It has happened that in the process of pursuing a worthwhile goal something else happens which was also good.
Several inventions have happened in such an “accidental” way. Play-Doh was initially marketed as wall-paper cleaner to get rid of soot from solid-fuel stoves. Post-It notes came about when one man who had concocted a “low-tack” adhesive which remained sticky after several uses met another man who needed bookmarks that wouldn’t slip out of place in his hymnal. The microwave oven, penicillin, Saccharin, Teflon, and popsicles have similar not-intended-but-still-resulting-in-good histories.
“You have heard that it was said, ‘You shall love your neighbor and hate your enemy.’ But I say to you, love your enemies, bless those who curse you, do good to those who hate you, and pray for those who spitefully use you and persecute you, that you may be sons of your Father in heaven; for He makes His sun rise on the evil and on the good, and sends rain on the just and on the unjust. For if you love those who love you, what reward have you? Do not even the tax collectors do the same? And if you greet your brethren only, what do you do more than others? Do not even the tax collectors do so? Therefore you shall be perfect, just as your Father in heaven is perfect.” Matthew 5:43-48
Such is not the case, however, with what we have in Matthew chapter 5. The Pharisees had begun with the good goal of guiding their lives by the inspired words of the Bible–Moses and the prophets. But the devil, in concert with their sinful natures, had led the Pharisees away from that goal. The result was not something which was also good. Rather, the result was a catalog of man-made rules and regulations which bore little or no resemblance to the original Word of God.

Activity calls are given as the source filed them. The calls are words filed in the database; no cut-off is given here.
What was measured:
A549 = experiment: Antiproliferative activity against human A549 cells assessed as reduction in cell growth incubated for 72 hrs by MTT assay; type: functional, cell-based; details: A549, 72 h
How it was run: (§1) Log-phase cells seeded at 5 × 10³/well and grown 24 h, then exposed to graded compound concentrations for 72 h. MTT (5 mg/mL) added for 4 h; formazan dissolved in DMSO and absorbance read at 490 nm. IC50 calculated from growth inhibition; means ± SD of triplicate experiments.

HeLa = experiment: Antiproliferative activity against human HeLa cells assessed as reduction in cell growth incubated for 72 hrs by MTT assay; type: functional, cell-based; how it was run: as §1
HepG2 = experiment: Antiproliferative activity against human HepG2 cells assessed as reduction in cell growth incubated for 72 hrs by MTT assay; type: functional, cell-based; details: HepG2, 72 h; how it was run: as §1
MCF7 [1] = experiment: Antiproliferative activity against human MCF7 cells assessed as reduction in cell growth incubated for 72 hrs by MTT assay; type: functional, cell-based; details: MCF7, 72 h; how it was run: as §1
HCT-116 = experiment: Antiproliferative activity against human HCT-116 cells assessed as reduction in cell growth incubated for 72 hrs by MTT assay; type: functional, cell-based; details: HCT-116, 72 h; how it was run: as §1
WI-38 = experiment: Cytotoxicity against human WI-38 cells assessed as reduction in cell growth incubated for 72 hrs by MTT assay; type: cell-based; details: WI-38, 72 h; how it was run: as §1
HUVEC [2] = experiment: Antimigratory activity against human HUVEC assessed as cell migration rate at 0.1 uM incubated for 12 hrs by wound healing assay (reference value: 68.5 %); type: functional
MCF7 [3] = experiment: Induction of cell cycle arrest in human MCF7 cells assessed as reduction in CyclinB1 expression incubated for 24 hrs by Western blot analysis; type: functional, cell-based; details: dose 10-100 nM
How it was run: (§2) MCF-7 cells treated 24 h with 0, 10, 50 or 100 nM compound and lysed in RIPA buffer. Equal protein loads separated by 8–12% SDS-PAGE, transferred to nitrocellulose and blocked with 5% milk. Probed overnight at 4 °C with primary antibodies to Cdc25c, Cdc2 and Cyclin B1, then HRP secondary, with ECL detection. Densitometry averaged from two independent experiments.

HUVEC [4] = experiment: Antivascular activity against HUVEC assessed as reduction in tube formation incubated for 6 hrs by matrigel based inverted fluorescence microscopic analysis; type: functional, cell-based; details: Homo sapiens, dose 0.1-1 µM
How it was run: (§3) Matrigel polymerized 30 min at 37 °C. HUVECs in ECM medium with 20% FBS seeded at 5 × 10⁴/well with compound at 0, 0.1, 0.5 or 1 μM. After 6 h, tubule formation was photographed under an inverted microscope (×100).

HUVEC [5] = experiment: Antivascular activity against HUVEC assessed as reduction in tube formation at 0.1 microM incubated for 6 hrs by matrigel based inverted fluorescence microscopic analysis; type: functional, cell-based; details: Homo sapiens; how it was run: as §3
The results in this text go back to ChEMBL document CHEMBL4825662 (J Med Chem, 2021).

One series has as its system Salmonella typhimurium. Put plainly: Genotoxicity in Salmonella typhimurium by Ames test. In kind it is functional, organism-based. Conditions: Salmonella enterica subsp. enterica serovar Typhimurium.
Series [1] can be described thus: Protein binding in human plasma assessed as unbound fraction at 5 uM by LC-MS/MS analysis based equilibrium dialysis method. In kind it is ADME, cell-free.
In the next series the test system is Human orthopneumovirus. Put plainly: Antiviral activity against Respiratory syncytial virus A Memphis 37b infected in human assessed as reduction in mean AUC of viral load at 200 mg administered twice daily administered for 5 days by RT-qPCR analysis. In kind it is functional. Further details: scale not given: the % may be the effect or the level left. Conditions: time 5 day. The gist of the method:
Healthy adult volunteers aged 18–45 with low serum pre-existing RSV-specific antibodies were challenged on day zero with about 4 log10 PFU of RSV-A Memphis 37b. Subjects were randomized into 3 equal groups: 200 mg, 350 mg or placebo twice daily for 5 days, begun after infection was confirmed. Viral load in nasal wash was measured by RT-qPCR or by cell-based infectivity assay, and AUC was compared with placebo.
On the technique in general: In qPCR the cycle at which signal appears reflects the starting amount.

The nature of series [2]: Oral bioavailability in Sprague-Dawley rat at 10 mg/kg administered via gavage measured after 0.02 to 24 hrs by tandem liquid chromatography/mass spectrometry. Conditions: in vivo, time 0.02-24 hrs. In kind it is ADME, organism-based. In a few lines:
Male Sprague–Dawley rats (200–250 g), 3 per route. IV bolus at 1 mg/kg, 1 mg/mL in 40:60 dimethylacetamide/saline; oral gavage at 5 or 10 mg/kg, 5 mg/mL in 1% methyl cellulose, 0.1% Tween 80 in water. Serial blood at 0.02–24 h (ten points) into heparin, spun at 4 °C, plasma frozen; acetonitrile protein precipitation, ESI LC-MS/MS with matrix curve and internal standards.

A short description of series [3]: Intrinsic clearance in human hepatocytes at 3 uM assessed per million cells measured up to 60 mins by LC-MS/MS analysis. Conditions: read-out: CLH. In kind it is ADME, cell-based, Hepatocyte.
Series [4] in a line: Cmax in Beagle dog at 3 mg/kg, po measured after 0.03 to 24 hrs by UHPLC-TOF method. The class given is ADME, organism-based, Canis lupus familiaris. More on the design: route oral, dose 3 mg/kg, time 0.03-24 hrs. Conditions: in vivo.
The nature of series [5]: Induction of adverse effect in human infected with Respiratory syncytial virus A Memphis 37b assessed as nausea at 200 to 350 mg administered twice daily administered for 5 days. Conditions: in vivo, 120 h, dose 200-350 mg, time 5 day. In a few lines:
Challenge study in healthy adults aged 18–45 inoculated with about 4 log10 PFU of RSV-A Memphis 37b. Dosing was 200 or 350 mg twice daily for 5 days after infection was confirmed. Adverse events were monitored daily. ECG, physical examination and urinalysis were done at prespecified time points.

What we have in the verses before us is similar to what came earlier in Matthew’s fifth chapter. God had intended that His law serve as a mirror to show us our sin. But when a Pharisee looked at the law, he saw a mirror which showed him how good he supposedly was!
What had happened? God’s Word in the second table of the Law (“Love your neighbor as yourself,” Leviticus 19:18) had been modified to read, “Love your neighbor, and hate your enemy.” The original command was not intended to specify WHOM we are to love; rather, the point was to lay out WHAT we are to do—namely, to love our neighbor as ourselves. And in our text Jesus identifies just what such loving our neighbor involves. It is not loving only those who are friendly toward us, for such loving would be no different from what anyone—even non-Christians—might display. No, being followers of Jesus means loving everyone, even our enemies—those who may be out to get us or to ruin us, and even those who may persecute us.
Having our enemy’s eternal welfare as the top concern in our hearts and doing everything we can to lead such to know the Savior—this is what marks us as “sons of our Father in heaven” who makes no distinction between who gets the sun and the rain. “He makes His sun rise on the evil and on the good, and sends rain on the just and on the unjust.”
So it is that all, whether acquaintances or enemies, whether family or foe, need to come to know of their Savior through us!
As we move forward then with the good goal—with the scriptural resolve that to love our neighbor, even our enemy, as ourselves—may God keep us from going beyond to a goal which is not good, leaving His Word behind in the process!
Let us not fall prey to the thinking that being perfect as our Father in heaven is perfect means that we can be or even need to be holy before God based on our own efforts, or that our perfection mirrors our good works—as if with our sinful human natures we can do what is God-pleasing.
To be perfect as our Heavenly Father is perfect means that we, by faith, find our complete holiness in His Son whose sinless life was offered in our place. Thank God that for Jesus’ sake He sees us as perfect, and in the message of the gospel gives us the strength we need to continue to strive to love our neighbor as ourselves!